5 Things to Do, and Not to Do, When Buying a Business

5 Things to Do When Buying a Business


1) Buy a Business That You Are Familiar With and Know How to Manage

We recommend that you buy a business that you are familiar with and that you are therefore in a position to effectively manage. Owning and managing an operating business can be very challenging and business owners need to be able to adjust swiftly to changing circumstances. In buying a business, you can reduce your risks and maximize your chances for entrepreneurial success by buying a business in an industry that you are familiar with or, better yet, by buying a business that you are familiar with.

2) When You Find an Attractive Acquisition Prospect, Move On It By Making a Realistic Offer

It isn’t easy to identify an attractive acquisition opportunity, so when you do find one, it is important to make an offer. Typically the offer will be in the form of a non binding letter of intent.Best to make a realistic/ fair offer as few if any businesses are available to be stolen and a low ball offer can have the effect of alienating the business owner/ seller and possibly killing the deal.

3) Be Sure Your Letter of Intent Gives You a Reasonable Period of Exclusivity

While letters of intent are typically non-binding, they will typically give the buyer a limited period of exclusivity. A prospective buyer will want this protection before investing time and treasure in pursuing the acquisition opportunity.

4) Be Thorough in Your Acquisition Due Diligence

In our experience, where business buyers struggle or fail it is often because they did not perform thorough acquisition due diligence. A prospective buyer should literally investigate anything and everything that matters about the target business. A buyer can perform much of this investigation him or her or itself and if there are areas where particular expertise is required, such as accounting, a prospective buyer is well advised to bring in an accountant to perform this aspect of the acquisition due diligence.Smart, too, to have a seasoned business attorney perform the legal due diligence. Thorough due diligence can enable a prospective buyer to avoid making an acquisition altogether if the problems with the target business are significant enough and if the seller won’t cover them. Often issues that are unearthed in acquisition due diligence can be addressed and or covered by the seller and the transaction can proceed.

5) Be Realistic and Practical When Negotiating and Documenting the Acquisition

A purchase agreement can run 30 to 40 pages, and will typically cover a range of issues that vary widely in their importance. It is important for the buyer, along with seasoned mergers and acquisitions counsel, to carefully review and understand each and every provision in this lengthy document and in all of the other ancillary closing documents, and, yes, to engage in the inevitable give and take, but within reason and with limits, retaining the basic protections that a buyer is entitled to in the form of representations and warranties and indemnities and the like.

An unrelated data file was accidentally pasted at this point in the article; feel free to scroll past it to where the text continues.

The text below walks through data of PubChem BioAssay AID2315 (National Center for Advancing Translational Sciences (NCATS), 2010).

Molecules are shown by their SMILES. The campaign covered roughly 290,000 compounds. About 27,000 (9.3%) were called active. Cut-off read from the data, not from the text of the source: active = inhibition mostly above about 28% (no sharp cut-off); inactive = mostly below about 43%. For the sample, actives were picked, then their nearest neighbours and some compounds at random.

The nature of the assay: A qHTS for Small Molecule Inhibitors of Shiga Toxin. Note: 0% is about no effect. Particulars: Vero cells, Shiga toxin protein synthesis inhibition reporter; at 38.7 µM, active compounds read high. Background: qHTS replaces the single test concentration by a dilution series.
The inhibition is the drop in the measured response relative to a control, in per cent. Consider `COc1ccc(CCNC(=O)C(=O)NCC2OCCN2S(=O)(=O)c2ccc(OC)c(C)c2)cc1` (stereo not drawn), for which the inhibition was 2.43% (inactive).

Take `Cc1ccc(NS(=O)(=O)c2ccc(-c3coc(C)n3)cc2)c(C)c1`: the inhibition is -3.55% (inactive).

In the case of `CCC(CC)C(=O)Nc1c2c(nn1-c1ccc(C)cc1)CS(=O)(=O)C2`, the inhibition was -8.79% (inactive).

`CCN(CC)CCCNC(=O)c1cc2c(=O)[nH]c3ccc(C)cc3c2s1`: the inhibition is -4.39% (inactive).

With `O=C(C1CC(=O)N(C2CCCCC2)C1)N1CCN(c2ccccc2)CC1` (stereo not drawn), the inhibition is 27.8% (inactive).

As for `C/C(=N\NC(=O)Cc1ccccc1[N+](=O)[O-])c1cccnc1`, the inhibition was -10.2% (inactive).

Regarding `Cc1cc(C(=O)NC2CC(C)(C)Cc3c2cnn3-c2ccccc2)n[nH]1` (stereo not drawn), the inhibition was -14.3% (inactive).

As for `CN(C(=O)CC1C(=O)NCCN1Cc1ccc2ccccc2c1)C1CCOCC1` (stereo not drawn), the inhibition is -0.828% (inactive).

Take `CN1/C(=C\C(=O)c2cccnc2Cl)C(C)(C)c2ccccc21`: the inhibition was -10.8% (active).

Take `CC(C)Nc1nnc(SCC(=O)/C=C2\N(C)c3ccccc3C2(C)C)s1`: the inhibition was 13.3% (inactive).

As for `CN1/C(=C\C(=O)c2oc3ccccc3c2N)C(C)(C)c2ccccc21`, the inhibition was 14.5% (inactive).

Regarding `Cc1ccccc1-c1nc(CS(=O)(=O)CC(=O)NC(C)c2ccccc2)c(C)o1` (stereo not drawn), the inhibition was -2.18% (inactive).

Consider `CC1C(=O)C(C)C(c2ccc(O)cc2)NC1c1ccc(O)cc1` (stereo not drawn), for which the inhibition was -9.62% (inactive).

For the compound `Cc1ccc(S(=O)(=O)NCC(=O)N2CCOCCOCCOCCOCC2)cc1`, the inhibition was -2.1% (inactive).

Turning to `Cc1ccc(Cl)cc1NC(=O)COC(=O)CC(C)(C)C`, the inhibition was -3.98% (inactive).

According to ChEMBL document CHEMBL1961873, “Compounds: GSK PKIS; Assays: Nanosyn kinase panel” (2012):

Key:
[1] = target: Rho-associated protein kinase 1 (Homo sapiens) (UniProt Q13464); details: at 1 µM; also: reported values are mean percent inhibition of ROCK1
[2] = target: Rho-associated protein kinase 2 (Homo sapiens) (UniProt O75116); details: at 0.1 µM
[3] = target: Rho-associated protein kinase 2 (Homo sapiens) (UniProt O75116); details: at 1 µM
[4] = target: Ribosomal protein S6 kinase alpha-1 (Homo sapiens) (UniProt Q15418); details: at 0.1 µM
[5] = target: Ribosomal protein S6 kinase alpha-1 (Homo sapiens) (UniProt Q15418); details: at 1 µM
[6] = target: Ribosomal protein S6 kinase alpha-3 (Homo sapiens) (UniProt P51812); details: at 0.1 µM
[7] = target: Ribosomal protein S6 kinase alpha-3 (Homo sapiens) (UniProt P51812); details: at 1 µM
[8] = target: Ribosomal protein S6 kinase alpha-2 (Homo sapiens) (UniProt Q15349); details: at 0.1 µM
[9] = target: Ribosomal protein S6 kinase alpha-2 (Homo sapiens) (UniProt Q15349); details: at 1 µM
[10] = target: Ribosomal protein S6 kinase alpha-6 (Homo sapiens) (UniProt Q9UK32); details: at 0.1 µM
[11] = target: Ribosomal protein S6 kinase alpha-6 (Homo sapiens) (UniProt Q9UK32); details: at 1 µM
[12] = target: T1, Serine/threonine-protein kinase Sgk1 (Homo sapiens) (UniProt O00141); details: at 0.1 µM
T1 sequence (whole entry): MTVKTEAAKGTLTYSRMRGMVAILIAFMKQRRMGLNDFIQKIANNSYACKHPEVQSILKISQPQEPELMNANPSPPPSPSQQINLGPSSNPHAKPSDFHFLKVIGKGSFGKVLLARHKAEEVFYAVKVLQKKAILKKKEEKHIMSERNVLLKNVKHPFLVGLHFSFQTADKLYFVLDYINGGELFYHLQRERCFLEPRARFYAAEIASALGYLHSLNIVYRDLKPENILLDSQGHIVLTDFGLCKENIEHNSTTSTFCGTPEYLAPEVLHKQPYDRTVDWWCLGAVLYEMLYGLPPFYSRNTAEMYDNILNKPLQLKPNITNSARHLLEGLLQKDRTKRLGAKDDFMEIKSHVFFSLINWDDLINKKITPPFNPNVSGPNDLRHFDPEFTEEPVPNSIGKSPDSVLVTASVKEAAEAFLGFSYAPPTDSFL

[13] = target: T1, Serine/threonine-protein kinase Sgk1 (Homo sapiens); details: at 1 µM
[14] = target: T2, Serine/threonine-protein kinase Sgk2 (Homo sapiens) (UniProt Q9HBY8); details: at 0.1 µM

5 Things Not to Do When Buying a Business

1) Don’t Buy a Business That Represents Unfamiliar Territory

A buyer will limit his risks and his downside if he buys businesses with which he is familiar. Over the years we have had clients buy businesses that they were relatively unfamiliar with and succeed with those acquired businesses. As a general matter, however, we recommend that buyers buy businesses that relate to and leverage the buyer’s existing skill set in order to both limit down side risk and maximize the prospects for entrepreneurial success.

2) Don’t Be Unrealistic and Expect Either a Perfect Target Business or to Steal It

“Perfect” businesses probably exist, and businesses which match absolutely “perfectly” with a buyer’s skill set may also exist, but we don’t recommend that buyers wait for such “perfect” opportunities, as the likelihood of finding one and being able to close on it is so very remote. Instead, we recommend that a buyer look for a reasonably attractive business that is a reasonably good fit with his or her or its skill set and then move ahead with it, proceed with confidence. We also recommend that a prospective buyer make a fair offer for the business, so as to not alienate the owner/ seller and in that way kill the deal.

3) Don’t Buy a Business Without Making Provision For Adequate Capital

A prospective buyer needs capital both to buy the business and thereafter to operate the business. And operating a business that is strapped for working capital is both stressful and risky. So a prospective buyer should realistically plan/ arrange for the capital needed to both buy and then operate the business and if the buyer cannot make arrangements for adequate capital he or she or it should consider holding off on buying the business.

4) Don’t Assume Anything and Don’t Sweat the Small Stuff

On the one hand, assume nothing, doubt everything and carefully investigate absolutely everything. Information is power. In the give and take of the negotiating process, focus on and make your stand with respect to the relatively few provisions that really matter, i.e., that give you the protections you need relative to the major risks you are taking in acquiring an operating business.

5) Don’t Forget the Non Compete and to Plan For The Transition

In the process of making the acquisition, of negotiating, and then closing the deal, always look forward and plan for the transition. If you need for the seller to assist with the transition, be sure to so provide. And above all else, be sure that the seller enters into a non competition agreement so that post closing he cannot go right back into the same business that he just sold and divert all of the customers from your business.

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